Monday, May 27, 2024
Travel

Seven must-visit spooky spots in Britain

As trees turn a rich orange and the days come alive with crisp autumn air, so too does the ghoulish atmosphere of Britain’s most haunted spots – an ideal time for ghost-hunters to discover some other-worldly locations across Britain.

From sighting a strange beast in the countryside to ghostly figures appearing in centuries-old castles, there is no shortage of places with a spooky atmosphere to get the pulse racing this autumn.

For our roundup of ghost tours and haunted houses, go here.

Raynham Hall, Norfolk, England

For a ghoulish experience in Norfolk, phantom chasers can book a trip to Raynham Hall, which holds the ‘We’re Good To Go’ mark. Built in 1619, the most famous ghostly sightings at this grandhouse centre on a pale white-shaped spectre, also known as the ‘Brown Lady’, who appears to unsuspecting guests. In 1936, two visiting professionals even managed to take a photo that captured the curious ghostly shape… visitors can bring their cameras along to selected open days at the hall to see what they capture!

Brian Robert Marshall / Ram Inn, Potters Pond, Wotton under Edge

The Ancient Ram Inn, Gloucestershire, England

Wotton-under-Edge’s 12th century Ancient Ram Inn is often described as the most haunted house in Britain – a paranormal hotspot that brave visitors can experience during spooky open days. One legend says the pub is built on a pagan ritual site, while another suggests the spirit of a woman accused of witchcraft and burnt at the stake in the 1500s still roams its rooms to this day. The Grade II-listed former priest’s residence is renowned for its spooky tales and while the pub called last orders many years ago, it remains popular for ghost hunts and tours.

Margam Country Park, Glamorgan, Wales

Nestled in 1,000 acres of picturesque parklands at Margam Country Park, South Wales, lies Margam Castle, a haunted Gothic mansion. Housed within its beautiful architecture is a ghoulish site that provides many spooky tales. Two spine-tingling paranormal occurrences have been reported here – sightings of the lingering spirit of a former gamekeeper and the ghosts of giggling children. The park is home to the castle (which remains closed), although the Orangery Gardens and the ruins of Margam Abbey can both be explored, while its many trees provide a glowing autumnal backdrop to boot.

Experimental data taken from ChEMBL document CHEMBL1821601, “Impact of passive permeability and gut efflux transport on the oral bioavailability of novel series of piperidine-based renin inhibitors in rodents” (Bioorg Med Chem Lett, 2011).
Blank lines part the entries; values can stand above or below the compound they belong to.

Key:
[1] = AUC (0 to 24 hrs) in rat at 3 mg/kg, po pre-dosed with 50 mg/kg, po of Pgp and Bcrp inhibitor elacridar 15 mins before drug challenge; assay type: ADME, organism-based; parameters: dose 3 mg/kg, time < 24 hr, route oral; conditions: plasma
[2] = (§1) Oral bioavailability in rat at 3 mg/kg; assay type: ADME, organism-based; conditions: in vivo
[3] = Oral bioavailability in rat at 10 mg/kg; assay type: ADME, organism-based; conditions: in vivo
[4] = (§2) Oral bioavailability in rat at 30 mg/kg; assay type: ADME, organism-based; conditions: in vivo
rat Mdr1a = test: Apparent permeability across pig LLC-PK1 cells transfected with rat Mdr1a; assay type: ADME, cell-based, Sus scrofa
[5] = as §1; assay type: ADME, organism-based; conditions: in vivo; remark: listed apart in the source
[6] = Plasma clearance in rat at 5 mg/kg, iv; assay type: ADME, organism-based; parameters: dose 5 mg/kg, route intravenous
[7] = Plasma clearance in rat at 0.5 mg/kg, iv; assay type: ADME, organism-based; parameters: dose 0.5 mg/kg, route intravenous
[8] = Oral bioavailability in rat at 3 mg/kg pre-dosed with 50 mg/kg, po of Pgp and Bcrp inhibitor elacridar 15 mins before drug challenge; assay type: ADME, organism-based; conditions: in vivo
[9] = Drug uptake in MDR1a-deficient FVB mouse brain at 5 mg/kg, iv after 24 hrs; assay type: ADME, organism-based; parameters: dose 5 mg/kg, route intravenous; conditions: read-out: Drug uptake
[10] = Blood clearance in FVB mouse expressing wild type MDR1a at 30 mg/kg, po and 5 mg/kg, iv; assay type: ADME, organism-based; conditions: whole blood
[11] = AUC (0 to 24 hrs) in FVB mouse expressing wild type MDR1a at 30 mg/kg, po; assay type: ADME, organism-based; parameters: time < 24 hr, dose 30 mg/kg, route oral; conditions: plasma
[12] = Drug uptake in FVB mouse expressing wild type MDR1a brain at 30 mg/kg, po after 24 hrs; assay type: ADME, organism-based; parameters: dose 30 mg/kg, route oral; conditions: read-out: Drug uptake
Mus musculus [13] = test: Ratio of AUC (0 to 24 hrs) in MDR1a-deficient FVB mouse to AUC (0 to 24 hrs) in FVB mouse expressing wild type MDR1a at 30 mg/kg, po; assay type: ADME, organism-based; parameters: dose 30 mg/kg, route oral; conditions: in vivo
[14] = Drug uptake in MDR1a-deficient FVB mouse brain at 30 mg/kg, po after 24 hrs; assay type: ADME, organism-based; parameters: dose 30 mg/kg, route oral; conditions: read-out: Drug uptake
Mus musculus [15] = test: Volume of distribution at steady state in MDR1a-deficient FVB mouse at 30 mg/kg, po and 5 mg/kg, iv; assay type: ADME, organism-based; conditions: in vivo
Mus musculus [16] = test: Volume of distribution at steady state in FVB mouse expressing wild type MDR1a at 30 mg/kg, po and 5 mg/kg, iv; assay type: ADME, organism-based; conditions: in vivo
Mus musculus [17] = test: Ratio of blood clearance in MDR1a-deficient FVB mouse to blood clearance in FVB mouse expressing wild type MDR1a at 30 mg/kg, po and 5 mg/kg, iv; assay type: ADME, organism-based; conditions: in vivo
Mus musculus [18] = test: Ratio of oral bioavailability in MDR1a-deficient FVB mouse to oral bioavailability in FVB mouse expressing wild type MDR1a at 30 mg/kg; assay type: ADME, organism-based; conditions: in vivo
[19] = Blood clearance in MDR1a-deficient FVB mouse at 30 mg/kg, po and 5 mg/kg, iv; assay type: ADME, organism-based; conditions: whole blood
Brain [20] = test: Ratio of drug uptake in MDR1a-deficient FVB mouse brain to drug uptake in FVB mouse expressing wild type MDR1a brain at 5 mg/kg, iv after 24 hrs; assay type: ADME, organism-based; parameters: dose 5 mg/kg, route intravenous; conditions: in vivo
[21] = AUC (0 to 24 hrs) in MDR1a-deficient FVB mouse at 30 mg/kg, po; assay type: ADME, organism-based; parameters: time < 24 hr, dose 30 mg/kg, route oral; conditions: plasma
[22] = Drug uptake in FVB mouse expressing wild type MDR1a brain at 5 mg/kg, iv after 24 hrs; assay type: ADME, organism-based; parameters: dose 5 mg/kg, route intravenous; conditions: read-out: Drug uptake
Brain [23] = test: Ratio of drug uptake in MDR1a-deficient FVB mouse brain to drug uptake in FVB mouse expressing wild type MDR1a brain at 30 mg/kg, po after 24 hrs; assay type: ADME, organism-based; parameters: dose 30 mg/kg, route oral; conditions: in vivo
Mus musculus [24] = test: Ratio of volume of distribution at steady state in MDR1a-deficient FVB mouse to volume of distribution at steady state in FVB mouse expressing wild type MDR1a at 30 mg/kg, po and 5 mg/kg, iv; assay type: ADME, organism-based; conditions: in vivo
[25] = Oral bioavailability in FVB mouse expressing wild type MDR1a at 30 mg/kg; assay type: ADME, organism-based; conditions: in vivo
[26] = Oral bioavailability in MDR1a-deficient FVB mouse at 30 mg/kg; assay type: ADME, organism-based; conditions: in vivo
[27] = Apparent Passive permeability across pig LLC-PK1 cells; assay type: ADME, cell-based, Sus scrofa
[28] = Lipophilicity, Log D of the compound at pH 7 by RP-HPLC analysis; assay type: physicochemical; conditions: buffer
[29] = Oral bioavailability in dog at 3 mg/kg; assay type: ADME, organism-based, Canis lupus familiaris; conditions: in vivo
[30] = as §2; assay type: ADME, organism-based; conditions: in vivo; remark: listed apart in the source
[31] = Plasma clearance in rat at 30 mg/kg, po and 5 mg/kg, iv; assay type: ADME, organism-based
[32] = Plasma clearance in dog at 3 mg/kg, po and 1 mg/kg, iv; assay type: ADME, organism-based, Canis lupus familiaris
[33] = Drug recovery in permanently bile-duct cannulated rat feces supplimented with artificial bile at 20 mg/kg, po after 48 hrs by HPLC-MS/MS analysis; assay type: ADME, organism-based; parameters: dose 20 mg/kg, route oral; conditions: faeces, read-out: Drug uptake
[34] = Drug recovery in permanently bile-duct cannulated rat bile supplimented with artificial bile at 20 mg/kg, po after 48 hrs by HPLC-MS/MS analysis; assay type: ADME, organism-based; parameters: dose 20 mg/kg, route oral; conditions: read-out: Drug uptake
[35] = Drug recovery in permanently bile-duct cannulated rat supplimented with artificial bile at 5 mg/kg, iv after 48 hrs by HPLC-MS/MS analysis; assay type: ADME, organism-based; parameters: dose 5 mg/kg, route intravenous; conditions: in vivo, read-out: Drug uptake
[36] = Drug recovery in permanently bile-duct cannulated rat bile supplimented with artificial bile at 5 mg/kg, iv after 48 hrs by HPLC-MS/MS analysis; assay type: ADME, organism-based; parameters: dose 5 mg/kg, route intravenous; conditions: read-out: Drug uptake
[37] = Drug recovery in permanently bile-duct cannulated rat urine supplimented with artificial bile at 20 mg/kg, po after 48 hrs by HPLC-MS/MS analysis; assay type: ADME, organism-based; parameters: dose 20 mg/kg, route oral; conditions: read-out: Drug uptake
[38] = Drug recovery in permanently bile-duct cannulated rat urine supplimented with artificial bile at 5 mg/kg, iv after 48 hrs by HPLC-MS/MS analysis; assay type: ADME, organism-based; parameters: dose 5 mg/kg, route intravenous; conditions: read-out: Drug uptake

Bodmin Moor | Photo: Visit Cornwall

The Beast of Bodmin, Bodmin Moor, Cornwall

Those looking for a bracing autumnal walk with an unexpected story should look no further than Bodmin Moor. The open countryside and breathtaking views on offer have also given rise to ‘The Beast of Bodmin’, a local legend based on numerous sightings of a ‘black, panther-like cat’, with piercing yellow eyes and a taste for livestock! The moor is riddled with mystery too, as it’s home to prehistoric hut circles, several standing stones and a number of medieval farmsteads, as well as a wide array of plants and protected wildlife.

Muncaster Castle | Photo: Visit Britain

Muncaster Castle, Cumbria, England

Planning a mysterious trip to Cumbria? Book a tour of Muncaster Castle, where many people have reported seeing unsettling apparitions, not least in the eerie tapestry room. Visitors can explore the Great Hall, Library, Dining Room and Drawing Room to marvel at the splendor of the castle’s architecture and its imposing fortifications. Face coverings need to be worn throughout the castle. Those with a taste for all-things ghoulish can also get themselves a ticket to Muncaster Castle’s Halloween events – including a twilight owl display, a ‘sledgehammer house of horror’ and a guided tour around the castle, from the 22 – 30 October 2020.

Mary King’s Close, Edinburgh, Scotland

Gruesome legend has it that this area of Edinburgh was closed off after an outbreak of plague and abandoned in 1645, leaving a warren of underground streets, homes and alleyways left untouched beneath the Royal Mile. Giving a taste of social history to those curious about the darker side of Britain’s past, one-hour tours explore underground streets and dark corners of Mary King’s Close, even bringing visitors face-to-face with a Plague Doctor!

Tours of these spooky surroundings, operating with the ‘We’re Good To Go’ mark, have now resumed.


Different attractions will have varied measures in place. Visitors are encouraged to check all locations, attraction and event websites before traveling, so they can explore Britain with confidence. For more travel ideas head to Visit Britain.

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Robin Gray

Robin is the co-founder of Queer Forty. He loves movies, TV, politics and video games. He has a passion for shining a light on underserved segments of the LGBT community and telling their stories.

Robin Gray has 18 posts and counting. See all posts by Robin Gray

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